Posted 1.8.15 @ 15:26
Planning to buy or sell a house? Then you might be interested in this. According from reports gathered by the Canadian Real Estate Association in October 2014, the average house price in Canada jumped up 7.1% compared to how much properties were priced last year. This means that the average Canadian home sells for $419,699 in 2014.
Inflation of Prices or Increasing Demand?
It seems that the average Canadian home is at it’s highest value at present time with this report by CREA, or does it mean something else? There is some talk of this price increase as nothing more than inflating house prices but another camp says that this is a good indicator as this housing price increase is also accompanied by an increase in demand. In fact, the actual number of homes which were sold in the same period increased by 7% as well, which can mean that the higher prices was fueled by demand and not just inflation of the market.
CREA said in a press release that as of October 2014, the real estate industry has been enjoying it’s 6th consecutive month of better resale activity compared to a similar period in the previous year. This means that the housing market is hotter than it normally is at present time, as people often buy and sell houses during the summer and spring months. TD Bank adds that average sales this year are running at 10% above their previous 10 year average
The Hot Markets and Not-So-Hot Markets
The tiger markets of Vancouver and Toronto are skewing the national average towards an increase although 9 cities across Canada suffered a decline of -0.3% to -14%; namely Sherbrooke, Gatineau, St Catharines, Newfoundland & Labrador, Quebec City, Ottawa, Saguenay, Winnipeg, and Halifax-Dartmouth. In fact, if Toronto and Vancouver are to be taken out of the computation, the average price for the rest of the country will not be $419,699 but rather only $330,539. It’s not totally bad though, as that still means an increase of 5.4% as compared to the overall average of 7.1%. True, the housing market is looking a bit bleak at Sherbrooke, Quebec with the house prices declining 14% in the past year, but the other 8 on the list above ranged from only 3.7% to 0.3% decrease.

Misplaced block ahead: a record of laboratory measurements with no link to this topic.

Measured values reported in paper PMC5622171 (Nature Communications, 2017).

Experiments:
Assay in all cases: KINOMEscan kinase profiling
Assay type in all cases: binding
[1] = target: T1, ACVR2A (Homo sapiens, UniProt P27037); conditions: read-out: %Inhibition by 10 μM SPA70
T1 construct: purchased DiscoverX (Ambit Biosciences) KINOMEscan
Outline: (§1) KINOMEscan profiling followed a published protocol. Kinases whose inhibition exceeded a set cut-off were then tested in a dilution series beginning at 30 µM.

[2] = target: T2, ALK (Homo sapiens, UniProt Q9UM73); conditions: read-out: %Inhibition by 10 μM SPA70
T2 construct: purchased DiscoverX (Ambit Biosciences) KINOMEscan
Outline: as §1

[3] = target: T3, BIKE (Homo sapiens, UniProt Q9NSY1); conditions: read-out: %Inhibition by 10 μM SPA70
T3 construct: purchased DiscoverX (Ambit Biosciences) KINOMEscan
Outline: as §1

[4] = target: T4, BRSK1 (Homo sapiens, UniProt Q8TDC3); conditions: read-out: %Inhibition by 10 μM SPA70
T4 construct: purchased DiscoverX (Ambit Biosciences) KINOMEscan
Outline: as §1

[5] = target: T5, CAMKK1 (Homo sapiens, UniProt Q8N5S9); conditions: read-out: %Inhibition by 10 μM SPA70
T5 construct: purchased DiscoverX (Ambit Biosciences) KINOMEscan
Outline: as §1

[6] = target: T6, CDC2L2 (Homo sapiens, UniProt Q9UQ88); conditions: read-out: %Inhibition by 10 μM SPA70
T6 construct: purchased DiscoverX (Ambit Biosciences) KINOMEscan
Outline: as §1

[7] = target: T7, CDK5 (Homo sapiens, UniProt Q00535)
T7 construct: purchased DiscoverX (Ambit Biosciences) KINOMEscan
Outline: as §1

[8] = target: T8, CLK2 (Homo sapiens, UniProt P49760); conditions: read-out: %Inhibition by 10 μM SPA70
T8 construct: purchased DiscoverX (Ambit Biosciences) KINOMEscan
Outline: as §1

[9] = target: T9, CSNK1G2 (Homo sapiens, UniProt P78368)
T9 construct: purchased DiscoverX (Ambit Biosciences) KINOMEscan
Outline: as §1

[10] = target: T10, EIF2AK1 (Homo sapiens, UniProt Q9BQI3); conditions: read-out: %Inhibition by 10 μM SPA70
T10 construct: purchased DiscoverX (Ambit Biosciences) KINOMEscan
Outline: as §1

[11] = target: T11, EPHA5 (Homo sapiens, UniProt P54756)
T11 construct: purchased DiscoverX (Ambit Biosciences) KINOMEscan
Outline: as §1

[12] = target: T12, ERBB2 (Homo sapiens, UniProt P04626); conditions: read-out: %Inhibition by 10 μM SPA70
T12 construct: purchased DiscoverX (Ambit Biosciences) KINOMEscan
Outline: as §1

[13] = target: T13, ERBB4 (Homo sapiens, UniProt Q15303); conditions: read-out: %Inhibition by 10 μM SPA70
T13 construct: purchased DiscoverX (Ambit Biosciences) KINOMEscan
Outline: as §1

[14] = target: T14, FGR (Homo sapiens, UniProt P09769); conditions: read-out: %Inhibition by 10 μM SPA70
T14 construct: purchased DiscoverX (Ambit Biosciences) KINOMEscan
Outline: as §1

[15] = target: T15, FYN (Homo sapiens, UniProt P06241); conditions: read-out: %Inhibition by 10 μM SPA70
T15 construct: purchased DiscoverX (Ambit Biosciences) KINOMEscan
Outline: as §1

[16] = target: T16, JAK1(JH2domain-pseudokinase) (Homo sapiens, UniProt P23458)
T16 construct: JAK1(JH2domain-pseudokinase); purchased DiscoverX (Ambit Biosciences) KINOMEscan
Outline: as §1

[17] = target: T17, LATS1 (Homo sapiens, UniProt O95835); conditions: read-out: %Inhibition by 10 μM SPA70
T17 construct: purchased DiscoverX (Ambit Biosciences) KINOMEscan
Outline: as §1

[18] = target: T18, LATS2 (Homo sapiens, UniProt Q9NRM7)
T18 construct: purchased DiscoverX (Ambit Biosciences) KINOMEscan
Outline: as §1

The Best Investments?
The CREA noted that the increase of house prices is not the same across all types of housing. It looks like two-storey family homes are the ones experiencing the biggest price increase, and then closely followed by row units or townhouses and lastly, bungalows – definitely good news for owners of such properties. For those who have condos and apartments, there is still some good news. Prices for apartments and condos increased an average of 3.5 from last year. TB Bank says that they still believe that the housing activity would self-moderate but it is not likely to occur until interest rates get a bit higher by year-end of next year.
Want to get in where the action is? Invest in a home in Oakville! With Vancouver and Toronto at the top of the Canadian housing market, what better time is there to gift yourself with a beautiful luxury home than now? Contact us for a viewing soon!